In fact, even when the gas is in its turn led from the chamber into the teeming ladle, an excess pressure is generated in this chamber by the high resistance to the gas flow from the porous area of the ladle, so that the coupling sleeve interacts with the coupling body like a pressure cylinder. This pressure cylinder acts in the same direction as the elastic means, so that the elastic element is supported in its function by the pressure cylinder.

For production engineering reasons, each gas inlet is preferably formed as an insert which can be screwed into the second part of the coupling, an annular seal being incorporated in said insert. It is to be noted that in a device with several gas inlets, the gas inlets are not arranged on the axis of the coupling device. This means, however, that, for example with a conically formed dish, an annular seal being fitted in a groove, e.g. a swallow-tail groove, round the gas inlet, no longer lies in a flat plane perpendicular to the axis of the coupling body, but is curved over the cone surface. This groove can therefore no longer be turned from the coupling body, but has to be produced by another and more complicated method. To resolve this problem, the insert is screwed in at an angle into a fixture, in such a way that a middle plane through the groove being turned is perpendicular to the axis of the holder. The fixture can then be turned on a lathe, and the requisite groove be machined.

In a preferred embodiment, each inlet in the insert consists of several holes which are arranged in a circle round the point of impact of the corresponding closing element. The point of impact for the closing element is consequently formed by the surface between the individual holes, which prevents the gas inlet from being closed by the tip of the closing element.

In a further preferred embodiment, in which there is one gas outlet more in the first part of the coupling than there are gas inlets in the second part of the coupling, and the closing elements are designed in such a way that, when the two parts of the coupling are being coupled together, the gas outlet for which there is no corresponding gas inlet is opened first, before the other gas outlets are opened. A closing element is axially displaceable in the gas outlet for which there is no corresponding gas inlet, in such a way that, when the device is filly uncoupled or filly coupled together, this gas outlet is closed, and is opened during the coupling process. For this purpose, an insert having an axial hole can be located in the gas outlet and the closing element can be in a cylindrical shape and have two end sections and a narrower middle section, wherein the diameter of the hole in the insert is selected so that the end sections of the closing element can be displaced therein with a precise fit.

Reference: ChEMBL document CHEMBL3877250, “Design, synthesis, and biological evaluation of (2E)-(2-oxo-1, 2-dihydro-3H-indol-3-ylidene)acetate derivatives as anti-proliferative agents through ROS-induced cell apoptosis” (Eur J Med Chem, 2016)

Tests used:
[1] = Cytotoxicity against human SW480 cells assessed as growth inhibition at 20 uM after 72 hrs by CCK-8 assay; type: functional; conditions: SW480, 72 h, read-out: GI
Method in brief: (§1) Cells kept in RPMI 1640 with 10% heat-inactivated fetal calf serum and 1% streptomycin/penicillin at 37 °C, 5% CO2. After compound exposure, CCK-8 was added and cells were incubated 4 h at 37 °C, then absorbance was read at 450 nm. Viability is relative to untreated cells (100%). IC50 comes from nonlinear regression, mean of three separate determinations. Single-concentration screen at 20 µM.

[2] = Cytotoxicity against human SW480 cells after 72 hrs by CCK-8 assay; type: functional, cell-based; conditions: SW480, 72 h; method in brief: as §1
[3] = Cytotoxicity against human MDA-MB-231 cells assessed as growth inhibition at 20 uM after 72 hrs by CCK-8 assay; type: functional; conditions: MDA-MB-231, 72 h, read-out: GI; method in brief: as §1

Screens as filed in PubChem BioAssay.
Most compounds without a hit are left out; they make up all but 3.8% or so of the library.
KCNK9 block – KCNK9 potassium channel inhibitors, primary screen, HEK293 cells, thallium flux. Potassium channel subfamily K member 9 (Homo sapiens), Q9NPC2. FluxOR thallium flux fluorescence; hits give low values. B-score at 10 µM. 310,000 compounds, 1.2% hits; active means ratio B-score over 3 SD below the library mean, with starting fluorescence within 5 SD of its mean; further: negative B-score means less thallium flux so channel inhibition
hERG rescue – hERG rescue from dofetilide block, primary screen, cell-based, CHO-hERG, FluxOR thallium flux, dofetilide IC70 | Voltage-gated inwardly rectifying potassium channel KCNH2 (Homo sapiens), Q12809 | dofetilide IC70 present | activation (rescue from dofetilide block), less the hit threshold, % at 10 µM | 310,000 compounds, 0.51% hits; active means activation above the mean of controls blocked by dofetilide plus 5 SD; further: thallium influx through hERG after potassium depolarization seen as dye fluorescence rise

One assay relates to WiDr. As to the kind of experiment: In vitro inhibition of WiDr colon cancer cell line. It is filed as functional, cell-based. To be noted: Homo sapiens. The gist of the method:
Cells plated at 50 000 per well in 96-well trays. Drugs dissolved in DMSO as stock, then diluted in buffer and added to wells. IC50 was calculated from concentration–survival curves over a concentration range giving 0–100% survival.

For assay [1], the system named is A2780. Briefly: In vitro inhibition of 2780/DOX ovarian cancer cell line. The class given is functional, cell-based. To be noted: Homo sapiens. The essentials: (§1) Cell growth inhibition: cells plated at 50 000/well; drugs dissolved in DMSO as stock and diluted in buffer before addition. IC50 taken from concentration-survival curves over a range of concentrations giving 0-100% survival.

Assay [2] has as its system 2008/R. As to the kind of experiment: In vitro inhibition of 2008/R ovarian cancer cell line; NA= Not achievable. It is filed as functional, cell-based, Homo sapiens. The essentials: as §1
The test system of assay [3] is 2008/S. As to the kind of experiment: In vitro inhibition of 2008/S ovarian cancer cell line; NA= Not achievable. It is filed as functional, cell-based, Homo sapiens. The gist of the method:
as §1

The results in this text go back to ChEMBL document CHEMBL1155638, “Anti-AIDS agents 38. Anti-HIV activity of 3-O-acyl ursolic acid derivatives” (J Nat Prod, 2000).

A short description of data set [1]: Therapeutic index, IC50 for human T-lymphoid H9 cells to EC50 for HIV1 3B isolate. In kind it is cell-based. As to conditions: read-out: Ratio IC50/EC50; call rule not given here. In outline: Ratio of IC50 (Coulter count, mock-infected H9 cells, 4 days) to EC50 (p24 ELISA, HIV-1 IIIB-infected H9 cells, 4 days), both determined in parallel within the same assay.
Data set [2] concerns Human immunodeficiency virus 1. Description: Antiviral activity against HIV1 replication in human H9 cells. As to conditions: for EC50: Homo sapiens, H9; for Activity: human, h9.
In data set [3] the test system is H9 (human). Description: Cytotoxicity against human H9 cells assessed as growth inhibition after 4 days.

Preferably, a radial seal is fitted in the hole in the insert in such a way that the gas outlet is sealed by the closing element when the closing element is located in a position in which one of the two end sections is resting on the radial seal, and the gas outlet is opened when the closing element is situated in a position in which the narrow middle section of the closing element is situated level with the radial seal, which occurs during the coupling and uncoupling operations.

In order additionally to seal the closing element when the device is uncoupled, the cylindrical closing element can, for example, have an annular shoulder surface in which an annular soft seal is fitted in such a way that the annular soft seal rests tightly on an annular seating surface surrounding the hole in the insert when the cylindrical closing element projects completely out of the cylindrical gas outlet. In one preferred embodiment, the closing element is axially displaceable in the gas outlet against an elastic means, for example a helical spring, wherein, when the device is uncoupled, the elastic means displaces the closing element in the gas outlet in such a way that the annular shoulder surface is pressed tightly against the annular seating surface of the insert. Furthermore, in a preferred embodiment, the gas outlet for which there is no corresponding gas inlet is connected via a connecting pipe to the gas supply of one of the other gas outlets.